My high school experience was riddled with insecurity. I constantly wondered if I was pretty enough, thin enough, smart enough, funny enough, “cool” enough . . . I knew that Jesus loved me and “all that stuff” but I had a hard time getting my heart to believe that my value could truly come from him. Instead, I believed it was all on me to be “enough.” The pressure was immense.
So, back to you, dear girl. You who are headed out for what may feel like the biggest night, ever. Perhaps you’ve never worn a dress that expensive or never had your hair done by a professional (Dang, I wish I had…that would have solved issue one above. I digress…). I want you to have an incredible night!
But I want you to know BEFORE and AFTER and DURING prom that you are loved like crazy, no matter what your hair did, dress did, date did (or didn’t do), that night.
Here’s what else I want you to know:
Number 1: One Dance Does not Define You.
No, I’m serious. Someday, you’ll be out of high school, and this night won’t be nearly as important to the grand scheme of your entire life as you believe it will be right now. You should have fun. You should laugh and enjoy being dressed-up and out with your friends. But, take the pressure off.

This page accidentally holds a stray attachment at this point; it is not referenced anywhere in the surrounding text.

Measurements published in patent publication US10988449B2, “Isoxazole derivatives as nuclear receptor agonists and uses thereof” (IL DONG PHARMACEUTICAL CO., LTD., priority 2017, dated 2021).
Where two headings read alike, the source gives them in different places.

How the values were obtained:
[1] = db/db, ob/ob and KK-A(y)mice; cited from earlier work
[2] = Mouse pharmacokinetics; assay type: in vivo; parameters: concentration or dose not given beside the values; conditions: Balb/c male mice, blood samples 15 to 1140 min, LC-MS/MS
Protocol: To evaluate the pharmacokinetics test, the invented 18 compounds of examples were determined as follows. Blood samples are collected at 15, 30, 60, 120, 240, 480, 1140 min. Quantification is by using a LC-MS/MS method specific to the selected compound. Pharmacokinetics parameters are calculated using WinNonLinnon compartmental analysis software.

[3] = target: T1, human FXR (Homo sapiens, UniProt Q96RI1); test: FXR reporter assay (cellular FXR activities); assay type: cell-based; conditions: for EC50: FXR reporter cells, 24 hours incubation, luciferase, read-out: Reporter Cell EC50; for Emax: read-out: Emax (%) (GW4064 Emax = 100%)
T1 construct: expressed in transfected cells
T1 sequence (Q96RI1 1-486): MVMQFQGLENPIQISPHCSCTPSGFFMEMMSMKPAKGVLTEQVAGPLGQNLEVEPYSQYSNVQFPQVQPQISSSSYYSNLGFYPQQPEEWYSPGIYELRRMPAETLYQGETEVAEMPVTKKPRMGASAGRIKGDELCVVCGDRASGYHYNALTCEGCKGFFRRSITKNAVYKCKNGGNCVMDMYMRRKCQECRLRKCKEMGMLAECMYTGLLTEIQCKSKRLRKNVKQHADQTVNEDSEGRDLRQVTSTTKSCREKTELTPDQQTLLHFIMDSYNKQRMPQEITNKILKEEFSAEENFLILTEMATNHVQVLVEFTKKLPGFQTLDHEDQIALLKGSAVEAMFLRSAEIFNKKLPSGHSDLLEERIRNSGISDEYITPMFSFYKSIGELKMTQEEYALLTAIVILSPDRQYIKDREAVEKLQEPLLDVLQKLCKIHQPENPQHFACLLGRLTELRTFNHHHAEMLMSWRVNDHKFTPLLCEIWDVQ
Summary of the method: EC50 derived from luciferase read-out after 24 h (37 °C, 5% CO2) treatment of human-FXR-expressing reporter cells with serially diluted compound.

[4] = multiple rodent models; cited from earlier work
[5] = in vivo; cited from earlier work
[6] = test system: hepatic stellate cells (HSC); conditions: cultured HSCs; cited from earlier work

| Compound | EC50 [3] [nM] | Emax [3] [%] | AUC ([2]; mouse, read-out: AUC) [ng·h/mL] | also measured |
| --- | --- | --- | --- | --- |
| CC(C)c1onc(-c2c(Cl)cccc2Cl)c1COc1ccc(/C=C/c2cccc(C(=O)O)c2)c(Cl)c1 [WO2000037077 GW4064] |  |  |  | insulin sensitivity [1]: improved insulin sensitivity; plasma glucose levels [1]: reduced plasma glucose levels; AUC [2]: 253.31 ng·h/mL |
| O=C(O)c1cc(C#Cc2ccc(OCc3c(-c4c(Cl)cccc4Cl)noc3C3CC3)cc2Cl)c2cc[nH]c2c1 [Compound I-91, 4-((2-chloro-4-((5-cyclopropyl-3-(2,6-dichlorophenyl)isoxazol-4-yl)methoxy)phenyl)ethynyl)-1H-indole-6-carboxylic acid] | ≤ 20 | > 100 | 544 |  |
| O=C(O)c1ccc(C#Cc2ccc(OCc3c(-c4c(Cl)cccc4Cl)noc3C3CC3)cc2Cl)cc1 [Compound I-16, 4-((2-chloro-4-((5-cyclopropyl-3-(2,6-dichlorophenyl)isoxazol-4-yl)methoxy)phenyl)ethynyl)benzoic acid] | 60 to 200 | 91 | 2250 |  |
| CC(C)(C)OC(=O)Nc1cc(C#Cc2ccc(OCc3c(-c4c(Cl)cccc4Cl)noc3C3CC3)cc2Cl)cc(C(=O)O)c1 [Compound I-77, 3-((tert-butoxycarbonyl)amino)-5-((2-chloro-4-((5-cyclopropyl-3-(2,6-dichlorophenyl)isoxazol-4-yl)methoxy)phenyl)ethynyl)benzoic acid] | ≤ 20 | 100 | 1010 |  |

If you didn’t get a date (or didn’t get the date you wanted). If you didn’t get the dress you wanted. If your hair goes BLEH (like mine) or if your dress doesn’t fit quite like you hoped it would, don’t let it get you down. You will not be eternally defined by this one evening. You are not the “dateless girl,” the “girl in the ugly dress,” the “girl without her nails done” or whatever label the enemy is trying to get you to wear. You are crazy loved by the King of the universe who puts no expectation on you to be anything more–physically–than you already are today.